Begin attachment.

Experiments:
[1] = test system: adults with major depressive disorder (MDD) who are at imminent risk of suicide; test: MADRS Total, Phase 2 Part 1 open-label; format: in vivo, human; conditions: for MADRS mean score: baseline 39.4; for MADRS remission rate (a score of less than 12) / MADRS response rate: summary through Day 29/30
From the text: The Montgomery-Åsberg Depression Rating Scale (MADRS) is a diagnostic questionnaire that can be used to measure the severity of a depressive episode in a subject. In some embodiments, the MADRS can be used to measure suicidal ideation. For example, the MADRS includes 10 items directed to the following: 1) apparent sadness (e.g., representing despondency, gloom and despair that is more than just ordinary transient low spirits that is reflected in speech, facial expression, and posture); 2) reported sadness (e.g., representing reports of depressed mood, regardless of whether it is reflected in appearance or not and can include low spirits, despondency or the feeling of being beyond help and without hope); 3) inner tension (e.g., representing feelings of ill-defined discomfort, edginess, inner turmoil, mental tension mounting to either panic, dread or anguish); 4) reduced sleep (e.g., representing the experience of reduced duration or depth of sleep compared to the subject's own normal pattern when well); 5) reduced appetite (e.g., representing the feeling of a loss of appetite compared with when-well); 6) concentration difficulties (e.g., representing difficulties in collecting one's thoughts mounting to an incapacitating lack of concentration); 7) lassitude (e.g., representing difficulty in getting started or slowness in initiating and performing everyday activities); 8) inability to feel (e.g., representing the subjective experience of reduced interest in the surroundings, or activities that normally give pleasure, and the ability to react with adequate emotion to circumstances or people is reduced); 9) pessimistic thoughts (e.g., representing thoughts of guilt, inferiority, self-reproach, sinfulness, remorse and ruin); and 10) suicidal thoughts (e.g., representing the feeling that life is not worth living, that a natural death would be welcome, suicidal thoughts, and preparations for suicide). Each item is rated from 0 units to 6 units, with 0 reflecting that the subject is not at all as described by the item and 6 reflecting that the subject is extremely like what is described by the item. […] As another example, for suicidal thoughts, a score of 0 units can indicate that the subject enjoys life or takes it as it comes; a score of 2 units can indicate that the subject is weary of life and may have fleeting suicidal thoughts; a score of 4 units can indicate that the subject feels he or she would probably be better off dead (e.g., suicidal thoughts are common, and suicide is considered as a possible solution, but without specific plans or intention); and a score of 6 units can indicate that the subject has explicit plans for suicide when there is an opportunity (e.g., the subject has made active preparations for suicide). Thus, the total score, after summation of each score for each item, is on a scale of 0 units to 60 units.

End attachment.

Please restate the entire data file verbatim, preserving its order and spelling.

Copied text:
Experiments:
[1] = test system: adults with major depressive disorder (MDD) who are at imminent risk of suicide; test: MADRS Total, Phase 2 Part 1 open-label; format: in vivo, human; conditions: for MADRS mean score: baseline 39.4; for MADRS remission rate (a score of less than 12) / MADRS response rate: summary through Day 29/30
From the text: The Montgomery-Åsberg Depression Rating Scale (MADRS) is a diagnostic questionnaire that can be used to measure the severity of a depressive episode in a subject. In some embodiments, the MADRS can be used to measure suicidal ideation. For example, the MADRS includes 10 items directed to the following: 1) apparent sadness (e.g., representing despondency, gloom and despair that is more than just ordinary transient low spirits that is reflected in speech, facial expression, and posture); 2) reported sadness (e.g., representing reports of depressed mood, regardless of whether it is reflected in appearance or not and can include low spirits, despondency or the feeling of being beyond help and without hope); 3) inner tension (e.g., representing feelings of ill-defined discomfort, edginess, inner turmoil, mental tension mounting to either panic, dread or anguish); 4) reduced sleep (e.g., representing the experience of reduced duration or depth of sleep compared to the subject's own normal pattern when well); 5) reduced appetite (e.g., representing the feeling of a loss of appetite compared with when-well); 6) concentration difficulties (e.g., representing difficulties in collecting one's thoughts mounting to an incapacitating lack of concentration); 7) lassitude (e.g., representing difficulty in getting started or slowness in initiating and performing everyday activities); 8) inability to feel (e.g., representing the subjective experience of reduced interest in the surroundings, or activities that normally give pleasure, and the ability to react with adequate emotion to circumstances or people is reduced); 9) pessimistic thoughts (e.g., representing thoughts of guilt, inferiority, self-reproach, sinfulness, remorse and ruin); and 10) suicidal thoughts (e.g., representing the feeling that life is not worth living, that a natural death would be welcome, suicidal thoughts, and preparations for suicide). Each item is rated from 0 units to 6 units, with 0 reflecting that the subject is not at all as described by the item and 6 reflecting that the subject is extremely like what is described by the item. […] As another example, for suicidal thoughts, a score of 0 units can indicate that the subject enjoys life or takes it as it comes; a score of 2 units can indicate that the subject is weary of life and may have fleeting suicidal thoughts; a score of 4 units can indicate that the subject feels he or she would probably be better off dead (e.g., suicidal thoughts are common, and suicide is considered as a possible solution, but without specific plans or intention); and a score of 6 units can indicate that the subject has explicit plans for suicide when there is an opportunity (e.g., the subject has made active preparations for suicide). Thus, the total score, after summation of each score for each item, is on a scale of 0 units to 60 units.